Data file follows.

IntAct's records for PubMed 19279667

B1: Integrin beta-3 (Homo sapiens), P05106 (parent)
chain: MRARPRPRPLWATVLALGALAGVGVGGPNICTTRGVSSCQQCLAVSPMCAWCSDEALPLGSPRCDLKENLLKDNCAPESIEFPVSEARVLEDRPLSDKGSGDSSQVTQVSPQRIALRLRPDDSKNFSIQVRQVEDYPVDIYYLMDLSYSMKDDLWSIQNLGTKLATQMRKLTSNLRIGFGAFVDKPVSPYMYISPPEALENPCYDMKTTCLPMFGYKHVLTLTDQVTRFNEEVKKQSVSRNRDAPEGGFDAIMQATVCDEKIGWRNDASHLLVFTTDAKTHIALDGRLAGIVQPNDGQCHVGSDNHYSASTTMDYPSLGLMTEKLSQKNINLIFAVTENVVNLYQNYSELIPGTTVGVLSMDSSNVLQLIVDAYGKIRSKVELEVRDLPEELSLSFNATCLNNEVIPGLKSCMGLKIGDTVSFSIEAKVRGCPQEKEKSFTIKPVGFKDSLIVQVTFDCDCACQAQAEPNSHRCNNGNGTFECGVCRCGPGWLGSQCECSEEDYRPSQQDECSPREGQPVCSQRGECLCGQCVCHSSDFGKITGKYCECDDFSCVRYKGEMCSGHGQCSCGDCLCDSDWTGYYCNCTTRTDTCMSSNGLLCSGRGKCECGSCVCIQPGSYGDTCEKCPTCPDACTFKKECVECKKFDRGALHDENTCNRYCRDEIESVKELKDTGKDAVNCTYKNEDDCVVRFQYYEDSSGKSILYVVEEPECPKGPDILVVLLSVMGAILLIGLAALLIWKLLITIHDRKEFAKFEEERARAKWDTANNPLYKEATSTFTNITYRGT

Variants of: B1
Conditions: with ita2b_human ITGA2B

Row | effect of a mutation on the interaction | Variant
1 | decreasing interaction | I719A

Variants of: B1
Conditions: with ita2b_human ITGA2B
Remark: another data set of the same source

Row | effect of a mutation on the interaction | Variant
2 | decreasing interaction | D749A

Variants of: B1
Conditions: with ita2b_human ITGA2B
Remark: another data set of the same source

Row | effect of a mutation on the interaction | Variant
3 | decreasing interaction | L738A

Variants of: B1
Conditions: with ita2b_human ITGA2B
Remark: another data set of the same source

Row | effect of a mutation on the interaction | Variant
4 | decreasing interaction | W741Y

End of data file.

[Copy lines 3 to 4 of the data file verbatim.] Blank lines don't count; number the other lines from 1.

chain: MRARPRPRPLWATVLALGALAGVGVGGPNICTTRGVSSCQQCLAVSPMCAWCSDEALPLGSPRCDLKENLLKDNCAPESIEFPVSEARVLEDRPLSDKGSGDSSQVTQVSPQRIALRLRPDDSKNFSIQVRQVEDYPVDIYYLMDLSYSMKDDLWSIQNLGTKLATQMRKLTSNLRIGFGAFVDKPVSPYMYISPPEALENPCYDMKTTCLPMFGYKHVLTLTDQVTRFNEEVKKQSVSRNRDAPEGGFDAIMQATVCDEKIGWRNDASHLLVFTTDAKTHIALDGRLAGIVQPNDGQCHVGSDNHYSASTTMDYPSLGLMTEKLSQKNINLIFAVTENVVNLYQNYSELIPGTTVGVLSMDSSNVLQLIVDAYGKIRSKVELEVRDLPEELSLSFNATCLNNEVIPGLKSCMGLKIGDTVSFSIEAKVRGCPQEKEKSFTIKPVGFKDSLIVQVTFDCDCACQAQAEPNSHRCNNGNGTFECGVCRCGPGWLGSQCECSEEDYRPSQQDECSPREGQPVCSQRGECLCGQCVCHSSDFGKITGKYCECDDFSCVRYKGEMCSGHGQCSCGDCLCDSDWTGYYCNCTTRTDTCMSSNGLLCSGRGKCECGSCVCIQPGSYGDTCEKCPTCPDACTFKKECVECKKFDRGALHDENTCNRYCRDEIESVKELKDTGKDAVNCTYKNEDDCVVRFQYYEDSSGKSILYVVEEPECPKGPDILVVLLSVMGAILLIGLAALLIWKLLITIHDRKEFAKFEEERARAKWDTANNPLYKEATSTFTNITYRGT

Variants of: B1